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Agroecology pp 67-86 | Cite as

The Threads of Repair

  • Angela Hilmi
Chapter
  • 275 Downloads

Abstract

This chapter proposes 12 steps for an agroecology transition. These have been developed based on the observation of successful transitions worldwide. They are not incremental nor in a particular order and can be used as and when needed as an inspiration to the transformation process. They are about democratic consultation and negotiation, exploration of new practices, the re-organization of resources and the values that are shared by the community, and they leave an open space for communities to themselves design their own futures. They suggest a reweaving of the social fabric, together with the enabling policies that can facilitate more viable farming globally. What is proposed here is not a fit-all scenario, but rather the re-connection of new webs of relationships that can trigger renewed forms of collaboration, which in turn have the power to foster intensive farming systems able to produce nutritious foods and societal welfare.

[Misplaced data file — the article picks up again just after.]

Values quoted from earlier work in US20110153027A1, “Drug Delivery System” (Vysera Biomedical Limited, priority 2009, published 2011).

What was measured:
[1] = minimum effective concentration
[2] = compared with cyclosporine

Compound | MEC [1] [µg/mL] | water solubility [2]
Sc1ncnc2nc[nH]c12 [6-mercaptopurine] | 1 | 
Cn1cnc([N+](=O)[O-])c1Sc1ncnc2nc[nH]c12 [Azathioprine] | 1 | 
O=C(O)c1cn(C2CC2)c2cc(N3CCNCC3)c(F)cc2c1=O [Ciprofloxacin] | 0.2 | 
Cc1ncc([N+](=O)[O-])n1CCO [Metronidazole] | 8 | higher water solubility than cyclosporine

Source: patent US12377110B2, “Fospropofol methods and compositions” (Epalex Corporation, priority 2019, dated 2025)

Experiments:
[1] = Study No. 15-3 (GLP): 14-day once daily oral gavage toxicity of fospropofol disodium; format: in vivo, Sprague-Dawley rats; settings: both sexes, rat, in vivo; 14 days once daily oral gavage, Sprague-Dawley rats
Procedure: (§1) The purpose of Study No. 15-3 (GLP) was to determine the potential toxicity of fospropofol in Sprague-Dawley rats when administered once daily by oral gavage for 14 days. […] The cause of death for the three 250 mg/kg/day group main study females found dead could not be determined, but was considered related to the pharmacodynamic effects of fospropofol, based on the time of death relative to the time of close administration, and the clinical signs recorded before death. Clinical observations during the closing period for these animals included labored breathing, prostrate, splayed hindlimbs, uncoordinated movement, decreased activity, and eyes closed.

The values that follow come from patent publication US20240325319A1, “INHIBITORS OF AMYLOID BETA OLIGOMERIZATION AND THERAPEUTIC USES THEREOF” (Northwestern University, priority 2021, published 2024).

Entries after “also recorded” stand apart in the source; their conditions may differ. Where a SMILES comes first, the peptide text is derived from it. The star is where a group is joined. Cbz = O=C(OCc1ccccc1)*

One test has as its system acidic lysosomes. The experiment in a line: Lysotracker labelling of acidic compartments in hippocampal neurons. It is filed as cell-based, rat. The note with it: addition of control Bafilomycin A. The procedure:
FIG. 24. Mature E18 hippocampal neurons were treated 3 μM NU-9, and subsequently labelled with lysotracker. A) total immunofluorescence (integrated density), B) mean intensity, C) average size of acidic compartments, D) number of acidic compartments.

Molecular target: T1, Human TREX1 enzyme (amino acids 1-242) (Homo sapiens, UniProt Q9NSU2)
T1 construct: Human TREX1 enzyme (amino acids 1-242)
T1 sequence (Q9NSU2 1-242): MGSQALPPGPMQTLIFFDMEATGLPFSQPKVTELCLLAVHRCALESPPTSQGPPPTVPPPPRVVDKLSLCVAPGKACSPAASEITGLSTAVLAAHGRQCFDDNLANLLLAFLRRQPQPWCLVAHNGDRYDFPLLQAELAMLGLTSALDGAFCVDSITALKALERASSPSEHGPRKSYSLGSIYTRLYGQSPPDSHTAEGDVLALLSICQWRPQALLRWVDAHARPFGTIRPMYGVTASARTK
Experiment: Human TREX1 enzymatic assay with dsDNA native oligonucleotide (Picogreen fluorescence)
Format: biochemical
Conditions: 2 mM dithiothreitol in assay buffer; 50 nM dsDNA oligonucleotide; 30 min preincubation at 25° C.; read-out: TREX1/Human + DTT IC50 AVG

Keywords

Democratic consultation Values Mapping Emergence Policies 

References

  1. FAO. 2008. Declaration of the High-Level Conference on World Food Security: The Challenges of Climate Change and Bioenergy. Rome: FAO.Google Scholar
  2. ———. 2011. Greening the Economy with Agriculture. Rome: FAO.Google Scholar
  3. ———. 2014. International Year of Family Farming 2014 Master Plan (Final Version). Rome: FAO.Google Scholar
  4. United Nations, General Assembly. 2013. Human Rights Council. Open-ended Intergovernmental Working Group on the Rights of Peasants and the Other People Working in Rural Areas. First Session, July 15–19, 2013, General Assembly, New York.Google Scholar
  5. Van der Ploeg, J.D. 2009. The New Peasantries: Struggles for Autonomy and Sustainability in an Era of Empire and Globalisation. London: Earthscan.Google Scholar

Copyright information

© The Author(s) 2018

Authors and Affiliations

  • Angela Hilmi
    • 1
    • 2
  1. 1.Centre for Agroecology, Water and Resilience (CAWR)Coventry UniversityCoventryUK
  2. 2.Ryton Organic GardensRyton-on-DunsmoreUK

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